Image: map of current, active STR licenses in Orleans Parish, image courtesy of nola.gov
Tomorrow, the New Orleans City Planning Commission (CPC) will take up the thorny issue of short-term rental regulations for the third time in seven years. The city’s rules governing short-term rental permits in residential zoned areas were tossed out by the federal 5th Circuit Court of Appeals in New Orleans last year, and the City Council quickly initiated a process to craft new regulations.
The CPC meeting starts at 1:30 p.m. on Tuesday, Jan. 24, at 1300 Perdido St. Public comments will be heard. PRC supports reasonable density limitations that protect quality of life and traditional rental housing. Simple, straightforward rules should encompass all short-term rentals and bed and breakfast venues, holding them to similar standards for guest safety and neighborhood conduct. Below are some key points up for discussion.
The CPC staff has recommended limiting short-term rentals in residential zoning to one per blockface (a city block has two faces — odd and even) and one per lot. A coalition of neighborhood associations and housing activists calls that too permissive. While the number of lots per blockface varies across the city, the proposed rule theoretically allows the conversion of between 15 and 25 percent of the housing stock in historic neighborhoods for use as short-term rentals. Additionally, many neighborhoods include corner stores and commercial corridors like Magazine Street, Oak Street and St. Claude Avenue. Without a density limit on short-term rentals (STR) in commercial zoning, these neighborhood commercial areas could see more conversion of shopfronts and apartments into STRs.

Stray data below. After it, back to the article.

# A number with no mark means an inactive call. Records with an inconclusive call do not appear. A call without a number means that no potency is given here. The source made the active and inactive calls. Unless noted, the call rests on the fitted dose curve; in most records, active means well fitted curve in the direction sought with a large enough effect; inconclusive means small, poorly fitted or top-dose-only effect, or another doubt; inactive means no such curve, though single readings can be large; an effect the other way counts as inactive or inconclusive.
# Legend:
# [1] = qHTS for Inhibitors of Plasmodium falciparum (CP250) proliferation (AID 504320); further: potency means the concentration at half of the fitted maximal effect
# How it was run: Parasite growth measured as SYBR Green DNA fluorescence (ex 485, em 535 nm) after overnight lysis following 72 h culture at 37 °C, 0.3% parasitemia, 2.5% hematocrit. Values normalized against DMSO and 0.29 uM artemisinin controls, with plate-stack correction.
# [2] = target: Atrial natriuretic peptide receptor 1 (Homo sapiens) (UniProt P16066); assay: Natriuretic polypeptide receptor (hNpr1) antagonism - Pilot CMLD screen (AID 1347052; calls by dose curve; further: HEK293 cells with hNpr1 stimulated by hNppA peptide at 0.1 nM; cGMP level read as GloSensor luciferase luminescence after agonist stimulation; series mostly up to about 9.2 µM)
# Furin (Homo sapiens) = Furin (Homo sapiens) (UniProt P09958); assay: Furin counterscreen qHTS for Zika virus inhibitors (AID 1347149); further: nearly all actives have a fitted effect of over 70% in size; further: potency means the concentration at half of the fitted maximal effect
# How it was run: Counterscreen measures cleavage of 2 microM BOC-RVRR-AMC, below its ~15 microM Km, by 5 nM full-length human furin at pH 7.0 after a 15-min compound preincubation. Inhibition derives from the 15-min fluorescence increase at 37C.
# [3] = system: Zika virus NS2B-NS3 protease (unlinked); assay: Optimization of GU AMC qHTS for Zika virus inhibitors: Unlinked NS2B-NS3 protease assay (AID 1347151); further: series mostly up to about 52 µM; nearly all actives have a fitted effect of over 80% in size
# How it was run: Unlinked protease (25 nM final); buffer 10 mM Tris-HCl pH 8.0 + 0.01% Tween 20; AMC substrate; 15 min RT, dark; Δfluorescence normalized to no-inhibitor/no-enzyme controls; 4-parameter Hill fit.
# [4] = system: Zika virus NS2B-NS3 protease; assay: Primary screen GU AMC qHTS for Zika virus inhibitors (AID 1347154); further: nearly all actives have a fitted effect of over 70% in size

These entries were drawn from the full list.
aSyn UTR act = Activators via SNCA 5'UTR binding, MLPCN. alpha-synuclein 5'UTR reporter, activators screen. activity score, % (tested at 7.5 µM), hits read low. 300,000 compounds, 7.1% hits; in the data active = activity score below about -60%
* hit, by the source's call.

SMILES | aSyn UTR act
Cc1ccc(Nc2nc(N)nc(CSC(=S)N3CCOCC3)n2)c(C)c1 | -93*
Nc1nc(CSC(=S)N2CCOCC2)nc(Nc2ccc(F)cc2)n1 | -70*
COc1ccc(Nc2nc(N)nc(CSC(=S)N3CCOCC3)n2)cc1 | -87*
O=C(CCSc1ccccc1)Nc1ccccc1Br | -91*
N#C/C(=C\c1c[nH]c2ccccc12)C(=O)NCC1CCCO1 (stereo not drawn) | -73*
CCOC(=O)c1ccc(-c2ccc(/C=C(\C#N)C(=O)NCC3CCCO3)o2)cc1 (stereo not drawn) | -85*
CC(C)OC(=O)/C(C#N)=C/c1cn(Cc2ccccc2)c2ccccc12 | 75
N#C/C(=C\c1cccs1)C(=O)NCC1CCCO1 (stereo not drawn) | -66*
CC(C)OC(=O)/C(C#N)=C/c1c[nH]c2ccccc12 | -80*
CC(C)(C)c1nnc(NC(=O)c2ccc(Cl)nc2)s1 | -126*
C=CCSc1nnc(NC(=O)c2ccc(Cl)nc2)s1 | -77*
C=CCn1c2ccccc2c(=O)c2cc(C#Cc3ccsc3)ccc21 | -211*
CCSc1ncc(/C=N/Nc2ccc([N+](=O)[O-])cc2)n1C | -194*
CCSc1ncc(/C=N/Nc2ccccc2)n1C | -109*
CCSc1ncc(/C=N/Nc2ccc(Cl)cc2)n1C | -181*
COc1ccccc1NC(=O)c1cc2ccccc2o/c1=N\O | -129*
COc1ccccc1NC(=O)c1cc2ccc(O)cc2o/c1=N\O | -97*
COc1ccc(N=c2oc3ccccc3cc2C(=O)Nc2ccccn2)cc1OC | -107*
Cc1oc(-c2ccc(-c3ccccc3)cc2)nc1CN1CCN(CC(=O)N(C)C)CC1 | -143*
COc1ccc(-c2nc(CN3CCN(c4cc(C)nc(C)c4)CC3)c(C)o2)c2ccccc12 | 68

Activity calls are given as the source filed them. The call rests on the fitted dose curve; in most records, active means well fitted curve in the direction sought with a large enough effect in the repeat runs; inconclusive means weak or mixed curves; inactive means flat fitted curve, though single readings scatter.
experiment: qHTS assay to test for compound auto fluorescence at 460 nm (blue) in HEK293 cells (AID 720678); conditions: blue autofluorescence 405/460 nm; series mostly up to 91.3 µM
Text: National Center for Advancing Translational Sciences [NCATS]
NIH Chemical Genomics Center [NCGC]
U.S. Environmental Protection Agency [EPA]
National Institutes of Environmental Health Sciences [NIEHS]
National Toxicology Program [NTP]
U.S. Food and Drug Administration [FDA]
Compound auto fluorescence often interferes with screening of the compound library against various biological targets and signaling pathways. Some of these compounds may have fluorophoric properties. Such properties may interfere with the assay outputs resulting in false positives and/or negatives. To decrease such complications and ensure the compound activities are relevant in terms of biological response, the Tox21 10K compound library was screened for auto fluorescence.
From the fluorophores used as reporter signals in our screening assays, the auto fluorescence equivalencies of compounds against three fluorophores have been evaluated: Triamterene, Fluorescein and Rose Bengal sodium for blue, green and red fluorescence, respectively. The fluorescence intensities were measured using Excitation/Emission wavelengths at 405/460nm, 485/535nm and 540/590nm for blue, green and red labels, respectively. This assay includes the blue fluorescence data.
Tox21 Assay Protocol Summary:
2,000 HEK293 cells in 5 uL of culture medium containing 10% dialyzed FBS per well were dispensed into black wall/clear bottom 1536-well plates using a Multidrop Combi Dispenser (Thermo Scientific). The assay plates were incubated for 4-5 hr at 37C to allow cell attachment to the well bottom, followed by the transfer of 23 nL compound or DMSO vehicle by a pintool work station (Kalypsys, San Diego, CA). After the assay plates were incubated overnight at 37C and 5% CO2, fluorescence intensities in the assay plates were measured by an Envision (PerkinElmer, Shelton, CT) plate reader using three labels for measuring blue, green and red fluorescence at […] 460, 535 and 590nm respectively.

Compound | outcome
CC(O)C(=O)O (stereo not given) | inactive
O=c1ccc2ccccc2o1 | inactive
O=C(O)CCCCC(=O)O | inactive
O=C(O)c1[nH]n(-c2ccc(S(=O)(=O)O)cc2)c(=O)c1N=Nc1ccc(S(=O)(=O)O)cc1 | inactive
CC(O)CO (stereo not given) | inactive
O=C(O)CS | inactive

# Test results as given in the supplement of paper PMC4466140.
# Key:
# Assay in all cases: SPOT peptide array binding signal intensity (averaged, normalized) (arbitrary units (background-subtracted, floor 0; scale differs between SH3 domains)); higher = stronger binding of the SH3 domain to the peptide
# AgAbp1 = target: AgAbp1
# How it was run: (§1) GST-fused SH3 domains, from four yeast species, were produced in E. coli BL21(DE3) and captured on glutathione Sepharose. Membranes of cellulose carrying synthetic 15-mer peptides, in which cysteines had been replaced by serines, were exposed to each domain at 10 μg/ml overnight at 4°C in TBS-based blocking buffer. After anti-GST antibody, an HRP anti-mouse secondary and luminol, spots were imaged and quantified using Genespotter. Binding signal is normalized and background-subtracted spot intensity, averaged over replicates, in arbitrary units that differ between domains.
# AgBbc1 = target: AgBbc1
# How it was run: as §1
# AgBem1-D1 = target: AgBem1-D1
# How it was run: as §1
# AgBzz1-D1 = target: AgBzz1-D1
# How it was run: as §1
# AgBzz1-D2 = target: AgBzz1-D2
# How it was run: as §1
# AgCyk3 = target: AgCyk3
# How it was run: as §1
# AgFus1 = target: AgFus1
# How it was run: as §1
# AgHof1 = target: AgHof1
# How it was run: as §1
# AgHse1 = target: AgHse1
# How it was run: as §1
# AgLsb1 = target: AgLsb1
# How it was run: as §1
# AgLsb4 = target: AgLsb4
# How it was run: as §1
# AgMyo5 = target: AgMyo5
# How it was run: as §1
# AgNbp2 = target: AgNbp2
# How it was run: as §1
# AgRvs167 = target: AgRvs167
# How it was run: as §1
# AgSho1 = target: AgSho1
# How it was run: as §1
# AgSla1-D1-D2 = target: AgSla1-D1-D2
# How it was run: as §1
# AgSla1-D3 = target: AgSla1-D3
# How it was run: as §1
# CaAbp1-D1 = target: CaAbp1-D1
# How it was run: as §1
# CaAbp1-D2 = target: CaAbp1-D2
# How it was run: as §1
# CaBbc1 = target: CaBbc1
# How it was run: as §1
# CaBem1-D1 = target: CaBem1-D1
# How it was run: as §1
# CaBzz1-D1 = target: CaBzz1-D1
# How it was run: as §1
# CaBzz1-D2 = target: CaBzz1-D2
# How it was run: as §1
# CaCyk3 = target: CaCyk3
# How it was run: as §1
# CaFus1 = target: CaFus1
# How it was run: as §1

The CPC staff also recommends an operator occupancy requirement similar to that already placed on licensed bed and breakfasts. The rule would require a designated individual to reside on site and be available to guests within one hour. This is a reasonable attempt to achieve some of the supervision that was intended by the homestead exemption requirement, which was tossed out by the federal court ruling. However, there remains widespread skepticism as to how it will be enforced. According to Inside AirBnB, more than 85 percent of rentals are for entire homes or apartments. The site also reports that a majority of the STRs listed on the platform are unlicensed or have lapsed licenses.
The CPC staff has also recommended making STRs a temporary use in residential zoning. This reflects the judges’ clear statement that holding an STR is a privilege and not a property right. However, there are STR operators who have followed the rules and now find themselves in limbo. A new, more restrictive system may require a lottery for STR permits. While it is unclear if permits obtained prior to 2019 can be grandfathered, those obtained after the 2019 rule change are not eligible for grandfathering.
Nathan Lott is PRC’s Policy Research Director and Advocacy Coordinator.